Hunter Brown and the Secret of the Shadow by The Miller Brothers (Warner Press), first in the Codebearer Series, is actually the tip of a media iceberg, with related games and forums and videos as part of the Hunter Brown experience. One look at the Codebearer Web site reveals the broad and techno-savvy reach Christopher and Allan Miller are attempting. It is timely and certainly aimed perfectly at their target audience.
But the truth is, without a good story, none of the animation or challenges would draw in anyone. Fortunately, the Miller Brothers (Christopher and Allan) also know how to tell a good tale.
The Story. This is a portal fantasy. A “rambunctious” high school freshman, on the last day of the school year, initiates a prank that leads to high adventure in another realm and to his own death, or so he says in his opening note. How could he die but still tell the tale? Though it seems impossible, in this story, it is not.
Strengths. Christopher and Allan got Hunter Brown right. He is 15, and he acts the part. He’s still into pranks and worried about bullies, but he’s noticing girls and concerned that he makes such bad first impressions; he’s cocky and at the same time uncertain. So many of the growing up things, but throw in the fact that Hunter isn’t even aware there is a spiritual life, and he’s the typical high school freshman guy.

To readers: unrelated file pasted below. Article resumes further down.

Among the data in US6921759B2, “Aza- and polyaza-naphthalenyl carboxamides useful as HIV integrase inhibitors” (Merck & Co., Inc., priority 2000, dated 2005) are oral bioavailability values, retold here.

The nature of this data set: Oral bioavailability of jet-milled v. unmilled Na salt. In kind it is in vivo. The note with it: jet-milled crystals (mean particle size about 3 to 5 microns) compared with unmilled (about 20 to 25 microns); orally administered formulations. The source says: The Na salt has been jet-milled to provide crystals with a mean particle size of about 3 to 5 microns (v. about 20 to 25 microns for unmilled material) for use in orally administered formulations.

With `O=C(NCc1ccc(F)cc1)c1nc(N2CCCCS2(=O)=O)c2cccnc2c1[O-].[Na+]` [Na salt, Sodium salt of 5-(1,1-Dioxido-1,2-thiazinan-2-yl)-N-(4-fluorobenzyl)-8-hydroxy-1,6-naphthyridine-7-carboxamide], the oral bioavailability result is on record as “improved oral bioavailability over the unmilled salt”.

Fittingly, this story is what I’ve termed adventure fantasy (because guys this age especially like adventure as a general rule). There are exciting exploits throughout, and Hunter is required to man-up. However, that doesn’t mean he is always to apply brute strength and courage or even cunning wit. Sometimes what he needs is humility. Sometimes he needs to be teachable. Sometimes he needs to be dependent.
Within the context of this fast-paced action, Christopher and Allan have embedded some great spiritual truth. Through the use of allegory, the authors connect various fantasy elements to reality. In so doing, they also tackle some of the deeper, knotty questions of our day. They address the evolution/creation issue, God’s sovereignty versus man’s free will, the problem of suffering. It’s an impressive and ambitious effort to deal with, not skirt, things that teens think about and want answers for, yet it is done naturally within the story, so I never had the sense that here were The Things the authors wanted to teach the reader.
Weaknesses. There are some “craft” or editing problems in the book. Speaker attribution and action tags have been mixed and some minor point of view shifts occur. For some authors these were distracting. I noted them, and would have liked to see them cleaned up. For me, once I acknowledged that this was going to be the way this story was told, I didn’t give it another thought.
The biggest problem from my perspective was that I read the book so fast, I found I forgot it quickly. I wish I knew what makes a story memorable. I can’t put my finger on it. Two months after reading it, I knew I liked the book, but I couldn’t tell you anything about the story or the characters, as wonderful as I think they are.
Recommendation. A must read for tweener boys, for any young adult fantasy lovers, and I highly recommend it to anyone who enjoys portal adventure fantasy.
This review originally appeared at A Christian Worldview of Fiction